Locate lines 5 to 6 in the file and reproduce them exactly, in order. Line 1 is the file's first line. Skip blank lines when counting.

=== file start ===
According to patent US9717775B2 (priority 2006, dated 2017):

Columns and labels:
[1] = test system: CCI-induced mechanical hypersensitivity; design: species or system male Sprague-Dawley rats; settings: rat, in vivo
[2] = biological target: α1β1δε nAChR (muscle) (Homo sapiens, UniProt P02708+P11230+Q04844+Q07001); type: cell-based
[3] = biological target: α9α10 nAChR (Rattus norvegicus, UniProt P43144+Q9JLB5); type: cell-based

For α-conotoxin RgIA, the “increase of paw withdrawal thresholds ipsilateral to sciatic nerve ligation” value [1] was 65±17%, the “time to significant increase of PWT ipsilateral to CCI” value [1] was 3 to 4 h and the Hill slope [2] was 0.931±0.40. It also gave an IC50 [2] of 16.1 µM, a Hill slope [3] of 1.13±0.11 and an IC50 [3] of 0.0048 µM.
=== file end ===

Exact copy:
[3] = biological target: α9α10 nAChR (Rattus norvegicus, UniProt P43144+Q9JLB5); type: cell-based

For α-conotoxin RgIA, the “increase of paw withdrawal thresholds ipsilateral to sciatic nerve ligation” value [1] was 65±17%, the “time to significant increase of PWT ipsilateral to CCI” value [1] was 3 to 4 h and the Hill slope [2] was 0.931±0.40. It also gave an IC50 [2] of 16.1 µM, a Hill slope [3] of 1.13±0.11 and an IC50 [3] of 0.0048 µM.